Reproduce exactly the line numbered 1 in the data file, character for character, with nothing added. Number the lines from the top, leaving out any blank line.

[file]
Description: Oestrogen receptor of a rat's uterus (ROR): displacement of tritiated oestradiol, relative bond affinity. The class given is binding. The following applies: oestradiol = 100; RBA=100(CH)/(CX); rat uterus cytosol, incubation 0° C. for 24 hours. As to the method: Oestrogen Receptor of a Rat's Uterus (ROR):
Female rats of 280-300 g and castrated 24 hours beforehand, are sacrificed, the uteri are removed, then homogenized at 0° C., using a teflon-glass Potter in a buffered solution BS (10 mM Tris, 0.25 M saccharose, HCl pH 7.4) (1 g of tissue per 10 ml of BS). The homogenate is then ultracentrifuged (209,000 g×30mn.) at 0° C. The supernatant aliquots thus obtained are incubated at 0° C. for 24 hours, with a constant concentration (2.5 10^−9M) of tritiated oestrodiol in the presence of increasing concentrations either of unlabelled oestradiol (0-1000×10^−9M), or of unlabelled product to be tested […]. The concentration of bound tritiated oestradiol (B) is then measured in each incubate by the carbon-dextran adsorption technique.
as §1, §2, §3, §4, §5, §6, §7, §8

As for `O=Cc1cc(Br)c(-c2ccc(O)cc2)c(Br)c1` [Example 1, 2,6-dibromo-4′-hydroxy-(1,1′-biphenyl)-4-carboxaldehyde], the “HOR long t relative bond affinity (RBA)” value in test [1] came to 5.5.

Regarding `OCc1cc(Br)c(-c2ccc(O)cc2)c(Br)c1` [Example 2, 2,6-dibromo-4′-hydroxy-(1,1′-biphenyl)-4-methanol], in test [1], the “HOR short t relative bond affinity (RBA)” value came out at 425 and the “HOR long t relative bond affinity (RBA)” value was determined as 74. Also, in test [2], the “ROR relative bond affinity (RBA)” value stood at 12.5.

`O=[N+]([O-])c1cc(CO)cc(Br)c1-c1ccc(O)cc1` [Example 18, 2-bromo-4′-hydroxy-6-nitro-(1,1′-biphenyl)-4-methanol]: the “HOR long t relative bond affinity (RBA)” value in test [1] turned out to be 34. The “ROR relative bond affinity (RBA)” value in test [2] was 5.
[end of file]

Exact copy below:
Description: Oestrogen receptor of a rat's uterus (ROR): displacement of tritiated oestradiol, relative bond affinity. The class given is binding. The following applies: oestradiol = 100; RBA=100(CH)/(CX); rat uterus cytosol, incubation 0° C. for 24 hours. As to the method: Oestrogen Receptor of a Rat's Uterus (ROR):